The market has spent more than three months now in an extremely tight trading range. Whenever the bull tries to rage, something or the other dampens the mood and the stocks skid lower. On Sunday, October 9, Bank of America (NYSE: BAC) - Merrill Lynch's head of U.S. equity and quantitative strategy Savita Subramanian warned on CNBC:
"We looked at all of these indicators that have been pretty good at forecasting recessions and we extrapolated that if they follow the current trends they're on, we're going to hit a recession sometime in the second half of next year."
Investors are getting jittery as the bull seems to have lost the momentum barely a month before the U.S. presidential elections. I believe that the outcome of this event will have a fairly short-term impact on the stocks. The impact could be +/- 3-5 percent in either direction. That impact of U.S. elections on a company's earnings will be limited is also confirmed by the companies citing a strong dollar as the primary risk, followed by higher wages, lower oil and gas prices, and then the election (in order).
In my previous analysis titled S&P 500: The Violent Rise Is Coming, I had said that S&P 500 (NYSEARCA: SPY) will resume its upmove in the coming sessions. Though the S&P 500 remains flat, but there are some technical indications emerging which are bearish in nature.
While discussing the price action in S&P 500, I will also be using the Dow Jones (NYSEARCA: DIA) price chart to present some similarities.
First, let us consider the daily S&P 500 price chart below. As one can see, the index has been strongly treading higher since its February-2016 low of 1810. On a shorter-time frame, since hitting its all-time high of 2193.81 in August, the upside has been capped by consistent selling pressure. Both buying and selling pressure have forced the index into a contracting range, marked by the trendlines. After yesterday's 1.25 percent decline, S&P 500 has reached the support level. The 14-day RSI reading is somewhat weak at 43.3176.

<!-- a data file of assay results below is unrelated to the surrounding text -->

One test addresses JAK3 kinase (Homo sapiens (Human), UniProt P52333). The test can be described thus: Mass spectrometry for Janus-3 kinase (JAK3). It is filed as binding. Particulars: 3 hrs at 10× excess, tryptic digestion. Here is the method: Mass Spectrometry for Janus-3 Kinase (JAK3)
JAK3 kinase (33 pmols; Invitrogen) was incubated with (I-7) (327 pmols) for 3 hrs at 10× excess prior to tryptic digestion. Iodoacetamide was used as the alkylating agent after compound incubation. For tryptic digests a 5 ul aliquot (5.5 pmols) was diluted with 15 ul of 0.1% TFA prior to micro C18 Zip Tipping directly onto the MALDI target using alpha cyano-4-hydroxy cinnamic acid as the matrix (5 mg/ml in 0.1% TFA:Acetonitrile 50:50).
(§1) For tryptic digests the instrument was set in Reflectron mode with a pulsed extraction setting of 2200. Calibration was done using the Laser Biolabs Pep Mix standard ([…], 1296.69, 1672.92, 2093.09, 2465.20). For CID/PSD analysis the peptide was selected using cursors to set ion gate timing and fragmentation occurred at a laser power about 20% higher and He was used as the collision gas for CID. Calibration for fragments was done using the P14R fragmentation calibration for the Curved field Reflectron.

Will S&P break this support? I can't say for sure, but I have another index which has violated this trendline.
Yes, I am talking about Dow Jones. The price action in this index bears a strong resemblance to that of S&P, and can provide us some clues regarding the future movement of stocks.
From the daily Dow Jones Industrial Average (NYSEARCA: DIA) price chart below, one can see that the index had retested the upward sloping support line in September itself; almost a month before S&P 500. The index had been flirting with the crucial trendline since then, but ultimately breached it decisively yesterday after losing 200 points. Interestingly, though the index has broken down but it still has a marginally better RSI value of 44.8014. The upsides, in this case too, were bogged down in a manner similar to the S&P.
Therefore, there could be downside risks to S&P going forward.
But, this is not even the important point. What's important is: Are the risks too grave? And, should you sell?
Well, to answer these questions, let us check out how the action is developing in the weekly price charts. First, let us discuss Dow Jones. Dow has spent a lot of time near the 18000-mark (+/- 2%) since 2015. The first time the index deviated significantly was when it broke out in July this year. After spending some time near the higher levels, the index is back to square one. So, 18000 has part-technical and part-psychological value attached to it. Unless, we see a significant breakdown below this level, I do not think that we will see a major correction. The 14-week RSI value is 51.8793.
For S&P 500, the upward sloping trendline still holds on a weekly basis. The additional protection for S&P comes near 2120. The 14-week RSI value is slightly better at 52.7132.
Technical analysis confirms that the current phase can be regarded as noise. Unless we see some critical levels getting violated, such as 2120 for S&P and 18000 for Dow, I do not see a major correction.
This market will also need support from the earnings season. On September 30, the estimated Q3 earnings decline stood at -2.0 percent. However, we may be in for a positive surprise. Since Q4, 2013, due to several upside earnings surprises, the actual earnings reported for Q3 have bettered the estimates by an average of 2.9 percentage points.
By a conservative measure, if we add the average outperformance of 2.9% to the estimate of -2%, then the actual earnings for Q3 should be close to 0.9%. If this happens, then this will be the first time since Q1'15 that the earnings have grown.
I do not think that we need to worry too much now and sell. However, I would not also advise you to create fresh long positions, unless the opportunities are really attractive. Use the coming rally to book your profits.
Disclosure: I/we have no positions in any stocks mentioned, and no plans to initiate any positions within the next 72 hours.
I wrote this article myself, and it expresses my own opinions. I am not receiving compensation for it (other than from Seeking Alpha). I have no business relationship with any company whose stock is mentioned in this article.